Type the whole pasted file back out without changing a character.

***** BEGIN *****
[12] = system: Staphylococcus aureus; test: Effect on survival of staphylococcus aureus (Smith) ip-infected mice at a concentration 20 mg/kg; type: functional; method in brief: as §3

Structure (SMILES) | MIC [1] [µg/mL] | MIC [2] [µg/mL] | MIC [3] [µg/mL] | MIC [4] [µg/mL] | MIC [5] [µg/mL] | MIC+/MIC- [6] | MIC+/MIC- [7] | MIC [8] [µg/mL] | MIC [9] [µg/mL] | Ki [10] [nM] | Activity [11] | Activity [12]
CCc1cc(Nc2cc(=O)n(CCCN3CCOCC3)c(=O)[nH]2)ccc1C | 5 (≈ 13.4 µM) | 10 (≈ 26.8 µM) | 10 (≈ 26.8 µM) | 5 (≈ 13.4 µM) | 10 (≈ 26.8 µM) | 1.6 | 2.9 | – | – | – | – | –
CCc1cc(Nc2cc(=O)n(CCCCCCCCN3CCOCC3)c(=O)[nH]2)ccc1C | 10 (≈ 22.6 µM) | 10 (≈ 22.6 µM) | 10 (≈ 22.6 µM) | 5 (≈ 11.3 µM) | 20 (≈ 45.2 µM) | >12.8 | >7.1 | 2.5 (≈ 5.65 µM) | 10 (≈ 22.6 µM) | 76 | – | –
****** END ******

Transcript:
[12] = system: Staphylococcus aureus; test: Effect on survival of staphylococcus aureus (Smith) ip-infected mice at a concentration 20 mg/kg; type: functional; method in brief: as §3

Structure (SMILES) | MIC [1] [µg/mL] | MIC [2] [µg/mL] | MIC [3] [µg/mL] | MIC [4] [µg/mL] | MIC [5] [µg/mL] | MIC+/MIC- [6] | MIC+/MIC- [7] | MIC [8] [µg/mL] | MIC [9] [µg/mL] | Ki [10] [nM] | Activity [11] | Activity [12]
CCc1cc(Nc2cc(=O)n(CCCN3CCOCC3)c(=O)[nH]2)ccc1C | 5 (≈ 13.4 µM) | 10 (≈ 26.8 µM) | 10 (≈ 26.8 µM) | 5 (≈ 13.4 µM) | 10 (≈ 26.8 µM) | 1.6 | 2.9 | – | – | – | – | –
CCc1cc(Nc2cc(=O)n(CCCCCCCCN3CCOCC3)c(=O)[nH]2)ccc1C | 10 (≈ 22.6 µM) | 10 (≈ 22.6 µM) | 10 (≈ 22.6 µM) | 5 (≈ 11.3 µM) | 20 (≈ 45.2 µM) | >12.8 | >7.1 | 2.5 (≈ 5.65 µM) | 10 (≈ 22.6 µM) | 76 | – | –